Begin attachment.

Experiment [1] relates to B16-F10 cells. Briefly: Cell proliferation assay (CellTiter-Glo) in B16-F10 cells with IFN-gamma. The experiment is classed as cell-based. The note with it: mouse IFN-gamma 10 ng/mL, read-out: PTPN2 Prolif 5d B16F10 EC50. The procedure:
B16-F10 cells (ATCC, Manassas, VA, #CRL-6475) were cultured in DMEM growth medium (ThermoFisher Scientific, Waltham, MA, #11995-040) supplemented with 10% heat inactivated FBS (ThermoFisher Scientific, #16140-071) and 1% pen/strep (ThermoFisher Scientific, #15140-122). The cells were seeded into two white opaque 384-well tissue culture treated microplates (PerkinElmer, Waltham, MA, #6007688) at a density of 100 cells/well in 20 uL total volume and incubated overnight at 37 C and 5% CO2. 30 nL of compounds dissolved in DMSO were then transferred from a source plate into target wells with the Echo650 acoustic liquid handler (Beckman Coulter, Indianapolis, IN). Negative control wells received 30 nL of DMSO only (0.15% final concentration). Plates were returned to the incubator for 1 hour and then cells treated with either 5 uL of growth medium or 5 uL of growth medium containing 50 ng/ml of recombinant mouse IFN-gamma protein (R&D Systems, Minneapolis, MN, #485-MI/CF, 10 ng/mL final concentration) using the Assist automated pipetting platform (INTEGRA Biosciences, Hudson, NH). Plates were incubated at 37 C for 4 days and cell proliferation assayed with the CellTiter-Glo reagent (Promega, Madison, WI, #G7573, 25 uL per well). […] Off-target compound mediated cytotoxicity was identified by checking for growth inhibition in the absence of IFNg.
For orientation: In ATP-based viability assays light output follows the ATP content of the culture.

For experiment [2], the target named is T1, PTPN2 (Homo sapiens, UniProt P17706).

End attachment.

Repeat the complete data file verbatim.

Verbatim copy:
Experiment [1] relates to B16-F10 cells. Briefly: Cell proliferation assay (CellTiter-Glo) in B16-F10 cells with IFN-gamma. The experiment is classed as cell-based. The note with it: mouse IFN-gamma 10 ng/mL, read-out: PTPN2 Prolif 5d B16F10 EC50. The procedure:
B16-F10 cells (ATCC, Manassas, VA, #CRL-6475) were cultured in DMEM growth medium (ThermoFisher Scientific, Waltham, MA, #11995-040) supplemented with 10% heat inactivated FBS (ThermoFisher Scientific, #16140-071) and 1% pen/strep (ThermoFisher Scientific, #15140-122). The cells were seeded into two white opaque 384-well tissue culture treated microplates (PerkinElmer, Waltham, MA, #6007688) at a density of 100 cells/well in 20 uL total volume and incubated overnight at 37 C and 5% CO2. 30 nL of compounds dissolved in DMSO were then transferred from a source plate into target wells with the Echo650 acoustic liquid handler (Beckman Coulter, Indianapolis, IN). Negative control wells received 30 nL of DMSO only (0.15% final concentration). Plates were returned to the incubator for 1 hour and then cells treated with either 5 uL of growth medium or 5 uL of growth medium containing 50 ng/ml of recombinant mouse IFN-gamma protein (R&D Systems, Minneapolis, MN, #485-MI/CF, 10 ng/mL final concentration) using the Assist automated pipetting platform (INTEGRA Biosciences, Hudson, NH). Plates were incubated at 37 C for 4 days and cell proliferation assayed with the CellTiter-Glo reagent (Promega, Madison, WI, #G7573, 25 uL per well). […] Off-target compound mediated cytotoxicity was identified by checking for growth inhibition in the absence of IFNg.
For orientation: In ATP-based viability assays light output follows the ATP content of the culture.

For experiment [2], the target named is T1, PTPN2 (Homo sapiens, UniProt P17706).